RESPONSE: The Departmentís definition of "viatical settlement representative" found in N.J.A.C. 11:4-35.2, is not overly broad. This provision tracks the language found in the authorizing statute, N.J.S.A. 17B:30A-1.

COMMENT: One commenter expressed concern with N.J.A.C. 11:4-35.3(c), of the general licensing requirements. This provision requires individual applicants who seek licensure as viatical settlement brokers or viatical settlement representatives to pass Part 1 of the State (NJ) licensing examination. The commenter stated that they cannot comment on Part 1 of the State licensing examination, "Life - General Product Knowledge," without knowing what the licensing examination entails. The commenter stated that many states have provisions in their rules that permit a general exemption allowing for licensure of entities and individuals who have long engaged in the business. Additionally, the commenter recommended that if the examination is to be a condition of licensure, then they urged the Department to offer it in a form that will allow it to be taken in locations remote from New Jersey.

RESPONSE: The Department is amending N.J.A.C. 11:4-35.3(c) to permit individuals from another state to waive Part 1 of the exam if they can provide proof that they have passed their respective stateís life product portion of the life insurance agentís exam.

COMMENT: One commenter stated that the $1,000 application fee found in N.J.A.C. 11:4-35.4(9)1 is an expensive charge and the commenter suggested that the Department reduce it to $500.00.

RESPONSE: The $1,000 application fee reflects the Department's anticipated costs incurred in its review and processing of these applications. The Department believes that the $1,000 application fee is an appropriate and reasonable amount.

COMMENT: One commenter objected to N.J.A.C. 11:4-35.4(a)6ii which requires foreign corporations to complete and execute forms consenting to the jurisdiction of the Commissioner and the New Jersey Courts. The commenter stated that this provision may conflict with other State laws and may be an unconstitutional restriction on interstate commerce.

RESPONSE: This provision tracks the language found in N.J.S.A. 17B:30A-2g, the authorizing statute. The Department does not believe that this provision is an unconstitutional restriction on interstate commerce. The Department disagrees with the commenter and believes that this provision is reasonable and appropriate and consistent with the practice in other licensing areas within the Department.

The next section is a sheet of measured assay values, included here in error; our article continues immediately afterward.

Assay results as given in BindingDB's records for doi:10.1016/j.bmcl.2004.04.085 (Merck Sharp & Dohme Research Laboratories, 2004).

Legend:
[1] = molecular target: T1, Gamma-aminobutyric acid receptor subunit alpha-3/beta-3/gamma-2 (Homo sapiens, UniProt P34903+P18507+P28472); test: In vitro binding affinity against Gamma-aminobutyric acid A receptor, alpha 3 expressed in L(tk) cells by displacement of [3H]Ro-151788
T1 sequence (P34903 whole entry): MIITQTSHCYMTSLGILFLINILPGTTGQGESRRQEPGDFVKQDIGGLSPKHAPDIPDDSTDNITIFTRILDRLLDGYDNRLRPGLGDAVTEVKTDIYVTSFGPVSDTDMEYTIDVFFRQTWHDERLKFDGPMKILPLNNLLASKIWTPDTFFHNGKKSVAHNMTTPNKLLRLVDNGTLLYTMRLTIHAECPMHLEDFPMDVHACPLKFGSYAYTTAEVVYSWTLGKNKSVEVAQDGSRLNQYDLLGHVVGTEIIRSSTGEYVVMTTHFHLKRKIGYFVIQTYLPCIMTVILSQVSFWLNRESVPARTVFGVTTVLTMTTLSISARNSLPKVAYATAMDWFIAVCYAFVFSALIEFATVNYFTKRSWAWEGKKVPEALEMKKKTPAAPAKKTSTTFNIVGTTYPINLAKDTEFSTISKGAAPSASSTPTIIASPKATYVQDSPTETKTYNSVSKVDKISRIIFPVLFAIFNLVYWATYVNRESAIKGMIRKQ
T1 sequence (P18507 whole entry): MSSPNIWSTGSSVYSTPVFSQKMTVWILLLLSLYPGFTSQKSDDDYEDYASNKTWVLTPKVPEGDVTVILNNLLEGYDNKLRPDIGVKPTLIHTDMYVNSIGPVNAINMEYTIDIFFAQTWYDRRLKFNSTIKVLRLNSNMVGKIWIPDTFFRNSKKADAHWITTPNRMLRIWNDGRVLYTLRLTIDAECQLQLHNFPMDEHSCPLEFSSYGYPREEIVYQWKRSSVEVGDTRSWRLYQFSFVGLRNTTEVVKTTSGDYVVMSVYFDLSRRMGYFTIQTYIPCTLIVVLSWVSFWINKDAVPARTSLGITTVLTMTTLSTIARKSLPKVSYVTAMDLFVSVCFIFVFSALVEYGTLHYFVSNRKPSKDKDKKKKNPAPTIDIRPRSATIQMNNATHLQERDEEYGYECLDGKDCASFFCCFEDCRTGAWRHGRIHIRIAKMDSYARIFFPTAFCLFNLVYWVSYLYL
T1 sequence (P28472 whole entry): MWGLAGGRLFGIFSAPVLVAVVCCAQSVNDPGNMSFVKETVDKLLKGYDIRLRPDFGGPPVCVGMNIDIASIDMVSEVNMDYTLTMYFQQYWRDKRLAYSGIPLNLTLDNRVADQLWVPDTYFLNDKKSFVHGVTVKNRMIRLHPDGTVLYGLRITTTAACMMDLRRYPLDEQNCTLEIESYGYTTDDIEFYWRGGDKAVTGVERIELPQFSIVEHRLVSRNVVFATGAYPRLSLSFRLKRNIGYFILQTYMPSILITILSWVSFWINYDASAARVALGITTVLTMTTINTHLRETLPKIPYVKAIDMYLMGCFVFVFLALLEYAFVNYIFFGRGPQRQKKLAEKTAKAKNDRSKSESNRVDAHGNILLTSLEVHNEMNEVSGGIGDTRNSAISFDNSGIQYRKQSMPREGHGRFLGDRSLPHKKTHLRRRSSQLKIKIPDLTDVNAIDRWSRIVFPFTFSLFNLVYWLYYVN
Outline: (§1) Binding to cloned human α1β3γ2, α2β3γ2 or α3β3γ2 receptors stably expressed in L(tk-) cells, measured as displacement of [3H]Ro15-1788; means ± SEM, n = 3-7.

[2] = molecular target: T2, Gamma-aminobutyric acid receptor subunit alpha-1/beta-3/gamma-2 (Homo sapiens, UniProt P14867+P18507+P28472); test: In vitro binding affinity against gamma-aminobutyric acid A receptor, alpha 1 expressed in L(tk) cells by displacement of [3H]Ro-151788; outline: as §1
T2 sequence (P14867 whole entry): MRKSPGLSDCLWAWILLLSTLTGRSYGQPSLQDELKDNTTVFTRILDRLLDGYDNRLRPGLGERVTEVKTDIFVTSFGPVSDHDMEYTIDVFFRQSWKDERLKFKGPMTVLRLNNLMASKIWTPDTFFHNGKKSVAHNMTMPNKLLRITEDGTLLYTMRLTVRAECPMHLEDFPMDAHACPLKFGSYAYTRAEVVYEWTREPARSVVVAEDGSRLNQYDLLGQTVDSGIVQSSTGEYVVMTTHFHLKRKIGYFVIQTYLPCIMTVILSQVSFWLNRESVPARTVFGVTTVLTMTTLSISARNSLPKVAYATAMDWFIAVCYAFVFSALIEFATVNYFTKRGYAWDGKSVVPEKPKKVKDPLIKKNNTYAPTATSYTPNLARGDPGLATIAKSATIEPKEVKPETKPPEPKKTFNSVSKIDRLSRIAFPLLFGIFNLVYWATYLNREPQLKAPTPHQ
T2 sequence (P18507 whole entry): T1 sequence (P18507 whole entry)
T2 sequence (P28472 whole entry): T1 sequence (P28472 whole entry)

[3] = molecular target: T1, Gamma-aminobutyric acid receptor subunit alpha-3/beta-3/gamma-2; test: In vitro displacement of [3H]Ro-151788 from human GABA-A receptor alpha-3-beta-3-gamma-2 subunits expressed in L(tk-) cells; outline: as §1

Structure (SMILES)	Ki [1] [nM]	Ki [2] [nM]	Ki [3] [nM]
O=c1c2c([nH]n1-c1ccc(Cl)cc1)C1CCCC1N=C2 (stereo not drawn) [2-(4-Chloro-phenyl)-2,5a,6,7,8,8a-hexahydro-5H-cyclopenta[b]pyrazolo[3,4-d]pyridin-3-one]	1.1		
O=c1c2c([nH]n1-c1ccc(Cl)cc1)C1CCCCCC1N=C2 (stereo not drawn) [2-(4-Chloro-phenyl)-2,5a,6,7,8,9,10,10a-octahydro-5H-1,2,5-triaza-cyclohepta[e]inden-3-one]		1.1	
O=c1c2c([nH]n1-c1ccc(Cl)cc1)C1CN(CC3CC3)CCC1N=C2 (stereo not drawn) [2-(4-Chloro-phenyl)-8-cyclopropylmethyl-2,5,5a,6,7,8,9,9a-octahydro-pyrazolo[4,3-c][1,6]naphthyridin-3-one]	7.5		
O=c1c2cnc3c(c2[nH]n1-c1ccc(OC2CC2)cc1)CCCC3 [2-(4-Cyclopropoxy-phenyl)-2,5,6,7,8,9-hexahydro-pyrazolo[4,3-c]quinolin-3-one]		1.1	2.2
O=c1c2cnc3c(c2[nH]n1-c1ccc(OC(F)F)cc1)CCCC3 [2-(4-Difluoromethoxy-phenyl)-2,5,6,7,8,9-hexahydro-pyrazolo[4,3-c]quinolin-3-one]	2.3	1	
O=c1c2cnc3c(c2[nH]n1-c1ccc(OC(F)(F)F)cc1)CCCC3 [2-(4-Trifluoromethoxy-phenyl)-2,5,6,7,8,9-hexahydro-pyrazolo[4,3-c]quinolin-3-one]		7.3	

COMMENT: One commenter expressed concern with N.J.A.C. 11:4-35.4(a)13ii, and its inclusion of "civil" actions. The commenter stated that it is unnecessary, and depending upon the size of a company's business throughout the country, it could be extensive and irrelevant.

RESPONSE: N.J.A.C. 11:4-35.4(a) requires that first time applicants for a viatical settlementís providerís license submit a schedule which lists all administrative, civil or criminal actions, orders, proceedings and determinations thereof to which the applicant, or its affiliates, or any of its directors, principal officers and/or any shareholder of record who controls five percent or more of the outstanding share of the corporation, directly or indirectly, has been subject in any jurisdiction during the prior 10 years. The Department believes that this provision is relevant and necessary for the protection of consumers. The Department notes that this requirement may offer information about the providerís operations including general treatment of viators and investors.

COMMENT: One commenter objected to N.J.A.C. 11:4-35.4(c). The commenter stated that this provision requires the applicant to deposit with the Commissioner securities having a market value of $100,000 in satisfaction of the financial accountability requirement. The commenter stated that the practical effect of requiring a viatical settlement provider to deposit $100,000 worth of securities with the Commissioner prior to receiving a license will be to dramatically limit the number of providers in New Jersey. As a result, the viatical settlement market in New Jersey will lack competition at the expense of New Jersey residents. The commenter stated that a competitive viatical settlement market is the best way to guarantee that viators in New Jersey are paid top dollar for their policies. If additional states adopt such a requirement, it puts the company at a competitive disadvantage to companies which take the position that they donít have to obtain a license in any jurisdiction other than their home state.

RESPONSE: The Department does not believe that this requirement is too onerous. If a provider is unable to provide $100,000 worth of securities, then it raises serious doubt about its ability to adequately provide and service viatical settlement policies. This requirement is evidence of financial accountability and is consistent with comparable requirements on other licensees of the Department.

COMMENT: One commenter suggested that N.J.A.C. 11:4-35.4(c) should be revised to require the submission of an errors and omissions insurance policy with specified levels of coverage; a bond in some specified amount; a deposit of securities in some amount; or any combination of these as evidence of financial accountability.

RESPONSE: N.J.A.C. 11:4-35.4(c) references N.J.S.A. 17B:18-37 and 38 and N.J.A.C. 11:2-32 that set forth the type of deposits of securities with the Commissioner that are acceptable. These rules permit bills, bonds and notes issued by the U.S. Treasury; debt obligations of New Jersey; certificates of deposits etc. This is consistent with comparable requirements on other licensees of the Department. An errors and omissions insurance policy does not satisfy this requirement for the purpose of these rules.